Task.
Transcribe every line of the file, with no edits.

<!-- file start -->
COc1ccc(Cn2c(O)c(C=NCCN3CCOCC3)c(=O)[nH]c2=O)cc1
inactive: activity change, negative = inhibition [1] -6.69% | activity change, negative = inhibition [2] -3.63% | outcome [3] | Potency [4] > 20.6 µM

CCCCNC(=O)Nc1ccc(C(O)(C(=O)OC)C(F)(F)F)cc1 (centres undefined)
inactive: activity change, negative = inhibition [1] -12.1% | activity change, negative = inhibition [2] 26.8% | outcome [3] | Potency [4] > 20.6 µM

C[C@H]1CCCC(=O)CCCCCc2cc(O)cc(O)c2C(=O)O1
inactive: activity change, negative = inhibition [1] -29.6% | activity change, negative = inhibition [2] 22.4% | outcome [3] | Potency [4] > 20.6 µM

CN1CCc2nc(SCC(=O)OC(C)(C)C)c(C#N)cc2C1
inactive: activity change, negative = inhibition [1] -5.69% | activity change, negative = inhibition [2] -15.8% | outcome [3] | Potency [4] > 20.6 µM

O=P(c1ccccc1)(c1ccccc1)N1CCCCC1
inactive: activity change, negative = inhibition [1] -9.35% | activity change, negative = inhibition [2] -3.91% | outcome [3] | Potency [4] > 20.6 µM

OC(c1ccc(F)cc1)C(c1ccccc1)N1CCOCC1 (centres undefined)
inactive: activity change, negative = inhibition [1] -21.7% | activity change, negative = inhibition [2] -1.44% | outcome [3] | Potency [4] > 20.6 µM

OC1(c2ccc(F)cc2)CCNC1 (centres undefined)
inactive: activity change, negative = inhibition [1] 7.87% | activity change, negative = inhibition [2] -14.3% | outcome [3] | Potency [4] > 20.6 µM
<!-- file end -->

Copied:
COc1ccc(Cn2c(O)c(C=NCCN3CCOCC3)c(=O)[nH]c2=O)cc1
inactive: activity change, negative = inhibition [1] -6.69% | activity change, negative = inhibition [2] -3.63% | outcome [3] | Potency [4] > 20.6 µM

CCCCNC(=O)Nc1ccc(C(O)(C(=O)OC)C(F)(F)F)cc1 (centres undefined)
inactive: activity change, negative = inhibition [1] -12.1% | activity change, negative = inhibition [2] 26.8% | outcome [3] | Potency [4] > 20.6 µM

C[C@H]1CCCC(=O)CCCCCc2cc(O)cc(O)c2C(=O)O1
inactive: activity change, negative = inhibition [1] -29.6% | activity change, negative = inhibition [2] 22.4% | outcome [3] | Potency [4] > 20.6 µM

CN1CCc2nc(SCC(=O)OC(C)(C)C)c(C#N)cc2C1
inactive: activity change, negative = inhibition [1] -5.69% | activity change, negative = inhibition [2] -15.8% | outcome [3] | Potency [4] > 20.6 µM

O=P(c1ccccc1)(c1ccccc1)N1CCCCC1
inactive: activity change, negative = inhibition [1] -9.35% | activity change, negative = inhibition [2] -3.91% | outcome [3] | Potency [4] > 20.6 µM

OC(c1ccc(F)cc1)C(c1ccccc1)N1CCOCC1 (centres undefined)
inactive: activity change, negative = inhibition [1] -21.7% | activity change, negative = inhibition [2] -1.44% | outcome [3] | Potency [4] > 20.6 µM

OC1(c2ccc(F)cc2)CCNC1 (centres undefined)
inactive: activity change, negative = inhibition [1] 7.87% | activity change, negative = inhibition [2] -14.3% | outcome [3] | Potency [4] > 20.6 µM